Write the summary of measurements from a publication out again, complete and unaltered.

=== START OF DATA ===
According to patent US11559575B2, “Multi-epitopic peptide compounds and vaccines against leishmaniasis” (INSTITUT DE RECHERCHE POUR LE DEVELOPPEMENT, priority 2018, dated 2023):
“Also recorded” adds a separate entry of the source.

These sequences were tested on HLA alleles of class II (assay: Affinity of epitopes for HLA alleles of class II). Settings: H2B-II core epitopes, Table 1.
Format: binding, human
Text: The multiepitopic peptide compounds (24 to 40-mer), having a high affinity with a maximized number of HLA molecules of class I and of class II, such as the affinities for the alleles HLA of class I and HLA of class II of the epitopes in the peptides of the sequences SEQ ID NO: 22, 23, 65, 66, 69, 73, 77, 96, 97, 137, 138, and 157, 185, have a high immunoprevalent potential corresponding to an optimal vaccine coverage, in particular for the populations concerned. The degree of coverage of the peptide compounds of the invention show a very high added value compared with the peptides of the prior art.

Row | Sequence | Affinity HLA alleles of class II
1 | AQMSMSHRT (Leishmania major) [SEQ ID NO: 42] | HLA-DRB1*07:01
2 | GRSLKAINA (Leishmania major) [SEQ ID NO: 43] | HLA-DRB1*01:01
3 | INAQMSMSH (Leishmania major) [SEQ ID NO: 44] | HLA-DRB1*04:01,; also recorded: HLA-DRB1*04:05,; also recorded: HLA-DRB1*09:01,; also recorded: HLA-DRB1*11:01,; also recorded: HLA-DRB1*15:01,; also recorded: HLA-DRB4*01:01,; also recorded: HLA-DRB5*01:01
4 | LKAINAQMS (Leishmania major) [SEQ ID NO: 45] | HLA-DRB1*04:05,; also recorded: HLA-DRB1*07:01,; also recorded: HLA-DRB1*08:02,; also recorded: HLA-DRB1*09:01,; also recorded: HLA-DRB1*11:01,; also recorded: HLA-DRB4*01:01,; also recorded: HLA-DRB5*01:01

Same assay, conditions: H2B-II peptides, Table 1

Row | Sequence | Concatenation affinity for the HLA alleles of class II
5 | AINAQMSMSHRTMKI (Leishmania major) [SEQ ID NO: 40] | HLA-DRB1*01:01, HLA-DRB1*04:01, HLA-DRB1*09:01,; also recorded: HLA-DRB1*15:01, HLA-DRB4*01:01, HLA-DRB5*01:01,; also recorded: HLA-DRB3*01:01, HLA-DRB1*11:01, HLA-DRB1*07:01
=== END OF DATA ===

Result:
According to patent US11559575B2, “Multi-epitopic peptide compounds and vaccines against leishmaniasis” (INSTITUT DE RECHERCHE POUR LE DEVELOPPEMENT, priority 2018, dated 2023):
“Also recorded” adds a separate entry of the source.

These sequences were tested on HLA alleles of class II (assay: Affinity of epitopes for HLA alleles of class II). Settings: H2B-II core epitopes, Table 1.
Format: binding, human
Text: The multiepitopic peptide compounds (24 to 40-mer), having a high affinity with a maximized number of HLA molecules of class I and of class II, such as the affinities for the alleles HLA of class I and HLA of class II of the epitopes in the peptides of the sequences SEQ ID NO: 22, 23, 65, 66, 69, 73, 77, 96, 97, 137, 138, and 157, 185, have a high immunoprevalent potential corresponding to an optimal vaccine coverage, in particular for the populations concerned. The degree of coverage of the peptide compounds of the invention show a very high added value compared with the peptides of the prior art.

Row | Sequence | Affinity HLA alleles of class II
1 | AQMSMSHRT (Leishmania major) [SEQ ID NO: 42] | HLA-DRB1*07:01
2 | GRSLKAINA (Leishmania major) [SEQ ID NO: 43] | HLA-DRB1*01:01
3 | INAQMSMSH (Leishmania major) [SEQ ID NO: 44] | HLA-DRB1*04:01,; also recorded: HLA-DRB1*04:05,; also recorded: HLA-DRB1*09:01,; also recorded: HLA-DRB1*11:01,; also recorded: HLA-DRB1*15:01,; also recorded: HLA-DRB4*01:01,; also recorded: HLA-DRB5*01:01
4 | LKAINAQMS (Leishmania major) [SEQ ID NO: 45] | HLA-DRB1*04:05,; also recorded: HLA-DRB1*07:01,; also recorded: HLA-DRB1*08:02,; also recorded: HLA-DRB1*09:01,; also recorded: HLA-DRB1*11:01,; also recorded: HLA-DRB4*01:01,; also recorded: HLA-DRB5*01:01

Same assay, conditions: H2B-II peptides, Table 1

Row | Sequence | Concatenation affinity for the HLA alleles of class II
5 | AINAQMSMSHRTMKI (Leishmania major) [SEQ ID NO: 40] | HLA-DRB1*01:01, HLA-DRB1*04:01, HLA-DRB1*09:01,; also recorded: HLA-DRB1*15:01, HLA-DRB4*01:01, HLA-DRB5*01:01,; also recorded: HLA-DRB3*01:01, HLA-DRB1*11:01, HLA-DRB1*07:01